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      Offline Prince_Lieven

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      Re: Yorkist Princesses
      « Reply #39 on: May 02, 2007, 10:06:03 AM »
      Elizabeth of York's death must've been pretty bad news for her surviving sisters (just Bridget and Katherine?). Apart from the obvious sense of personal loss, it removed a powerful and benevolent 'protector', especially in money matters - I doubt they got much out of Henry VII.  :-\
      "How often have I said to you that when you have eliminated the impossible, whatever remains, however improbable, must be the truth?"
      -Sherlock Holmes

      "Men forget, but never forgive; women forgive, but never forget."

      Offline FaithWhiteRose

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      Re: Yorkist Princesses
      « Reply #40 on: May 03, 2007, 03:15:19 PM »
      I agree. How old was Elizabeth when she died, anyway? I'm sorry. I don't like math  ;)

      Offline Kimberly

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      Re: Yorkist Princesses
      « Reply #41 on: May 03, 2007, 03:30:26 PM »
      She was 37 (counting on my fingers with my tongue sticking out) ;D
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      Offline Prince_Lieven

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      Re: Yorkist Princesses
      « Reply #42 on: May 03, 2007, 05:12:59 PM »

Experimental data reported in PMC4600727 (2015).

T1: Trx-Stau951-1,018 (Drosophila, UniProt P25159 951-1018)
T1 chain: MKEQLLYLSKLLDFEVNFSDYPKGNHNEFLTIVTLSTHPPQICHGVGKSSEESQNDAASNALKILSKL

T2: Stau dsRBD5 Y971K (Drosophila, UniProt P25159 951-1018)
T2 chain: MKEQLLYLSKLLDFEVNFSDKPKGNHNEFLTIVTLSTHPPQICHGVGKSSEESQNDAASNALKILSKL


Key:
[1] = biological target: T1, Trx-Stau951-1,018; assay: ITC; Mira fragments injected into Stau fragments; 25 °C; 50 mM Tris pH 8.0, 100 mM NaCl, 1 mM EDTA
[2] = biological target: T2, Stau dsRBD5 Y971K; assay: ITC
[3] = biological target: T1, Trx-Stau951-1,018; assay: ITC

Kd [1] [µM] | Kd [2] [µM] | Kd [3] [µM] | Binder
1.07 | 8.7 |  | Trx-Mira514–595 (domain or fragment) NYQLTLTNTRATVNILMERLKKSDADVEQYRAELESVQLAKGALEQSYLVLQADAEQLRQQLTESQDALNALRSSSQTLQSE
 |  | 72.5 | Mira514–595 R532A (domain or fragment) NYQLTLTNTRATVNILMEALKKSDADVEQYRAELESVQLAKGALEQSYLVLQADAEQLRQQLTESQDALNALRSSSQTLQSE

Didn't she die on her birthday? Or her last child was born on her birthday, or something?
      "How often have I said to you that when you have eliminated the impossible, whatever remains, however improbable, must be the truth?"
      -Sherlock Holmes

      "Men forget, but never forgive; women forgive, but never forget."

      Offline Kimberly

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      Re: Yorkist Princesses
      « Reply #43 on: May 04, 2007, 01:35:11 AM »
      That's right, 11th February, birthday and death day.
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      Offline bell_the_cat

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      Re: Yorkist Princesses
      « Reply #44 on: May 05, 2007, 06:02:07 PM »
      Back to Bridget.... she was also 37 when she died, but a relic from an earlier dynasty. She must have been two when her father died and 12 when her mother died. Could it be that Henry VII was responsible for consigning her to the convent?
      Never put off until tomorrow what you can put off until the day after tomorrow. (Mark Twain)